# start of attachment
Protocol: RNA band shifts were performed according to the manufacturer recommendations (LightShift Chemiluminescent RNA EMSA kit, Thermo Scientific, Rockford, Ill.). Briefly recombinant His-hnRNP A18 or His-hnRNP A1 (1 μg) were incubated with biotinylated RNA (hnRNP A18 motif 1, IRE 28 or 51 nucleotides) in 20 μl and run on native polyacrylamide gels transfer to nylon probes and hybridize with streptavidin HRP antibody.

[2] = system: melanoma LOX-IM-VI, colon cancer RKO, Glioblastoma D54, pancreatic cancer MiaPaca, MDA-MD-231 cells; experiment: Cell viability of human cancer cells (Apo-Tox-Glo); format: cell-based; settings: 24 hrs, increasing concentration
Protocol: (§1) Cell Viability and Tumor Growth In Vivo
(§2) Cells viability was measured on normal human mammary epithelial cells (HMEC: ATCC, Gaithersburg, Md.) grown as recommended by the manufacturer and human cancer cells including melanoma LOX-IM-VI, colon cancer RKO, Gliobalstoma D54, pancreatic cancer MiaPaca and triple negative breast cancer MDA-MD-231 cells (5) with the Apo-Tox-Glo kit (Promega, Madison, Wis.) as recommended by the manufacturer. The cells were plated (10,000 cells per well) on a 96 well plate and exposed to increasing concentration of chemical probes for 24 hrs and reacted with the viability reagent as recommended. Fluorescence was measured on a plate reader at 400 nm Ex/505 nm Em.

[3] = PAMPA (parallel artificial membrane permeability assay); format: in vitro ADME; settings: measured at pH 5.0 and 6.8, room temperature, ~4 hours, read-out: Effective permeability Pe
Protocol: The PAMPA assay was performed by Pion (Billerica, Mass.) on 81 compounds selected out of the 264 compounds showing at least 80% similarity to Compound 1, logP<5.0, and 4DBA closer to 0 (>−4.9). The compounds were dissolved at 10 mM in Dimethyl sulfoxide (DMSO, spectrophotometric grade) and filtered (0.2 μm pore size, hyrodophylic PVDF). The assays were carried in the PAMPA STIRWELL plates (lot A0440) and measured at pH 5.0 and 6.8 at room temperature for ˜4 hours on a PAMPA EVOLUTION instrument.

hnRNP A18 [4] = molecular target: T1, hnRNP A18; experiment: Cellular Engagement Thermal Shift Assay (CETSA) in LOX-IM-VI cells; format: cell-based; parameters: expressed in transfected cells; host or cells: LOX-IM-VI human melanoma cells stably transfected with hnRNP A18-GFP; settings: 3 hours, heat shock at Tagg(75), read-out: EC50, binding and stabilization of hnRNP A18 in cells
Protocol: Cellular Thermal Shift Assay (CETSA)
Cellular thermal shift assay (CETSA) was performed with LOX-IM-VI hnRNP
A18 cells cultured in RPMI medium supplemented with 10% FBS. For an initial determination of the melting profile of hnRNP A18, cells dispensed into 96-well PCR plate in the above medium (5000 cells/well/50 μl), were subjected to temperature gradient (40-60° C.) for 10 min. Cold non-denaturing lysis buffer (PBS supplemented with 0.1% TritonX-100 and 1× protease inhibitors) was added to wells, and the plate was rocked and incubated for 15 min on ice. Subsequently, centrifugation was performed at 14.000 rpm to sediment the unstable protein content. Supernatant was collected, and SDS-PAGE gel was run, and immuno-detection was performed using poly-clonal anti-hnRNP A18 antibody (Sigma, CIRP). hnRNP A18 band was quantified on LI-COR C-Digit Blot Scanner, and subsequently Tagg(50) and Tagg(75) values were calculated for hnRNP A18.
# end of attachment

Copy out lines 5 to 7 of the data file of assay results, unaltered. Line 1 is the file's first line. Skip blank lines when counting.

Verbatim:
[3] = PAMPA (parallel artificial membrane permeability assay); format: in vitro ADME; settings: measured at pH 5.0 and 6.8, room temperature, ~4 hours, read-out: Effective permeability Pe
Protocol: The PAMPA assay was performed by Pion (Billerica, Mass.) on 81 compounds selected out of the 264 compounds showing at least 80% similarity to Compound 1, logP<5.0, and 4DBA closer to 0 (>−4.9). The compounds were dissolved at 10 mM in Dimethyl sulfoxide (DMSO, spectrophotometric grade) and filtered (0.2 μm pore size, hyrodophylic PVDF). The assays were carried in the PAMPA STIRWELL plates (lot A0440) and measured at pH 5.0 and 6.8 at room temperature for ˜4 hours on a PAMPA EVOLUTION instrument.

hnRNP A18 [4] = molecular target: T1, hnRNP A18; experiment: Cellular Engagement Thermal Shift Assay (CETSA) in LOX-IM-VI cells; format: cell-based; parameters: expressed in transfected cells; host or cells: LOX-IM-VI human melanoma cells stably transfected with hnRNP A18-GFP; settings: 3 hours, heat shock at Tagg(75), read-out: EC50, binding and stabilization of hnRNP A18 in cells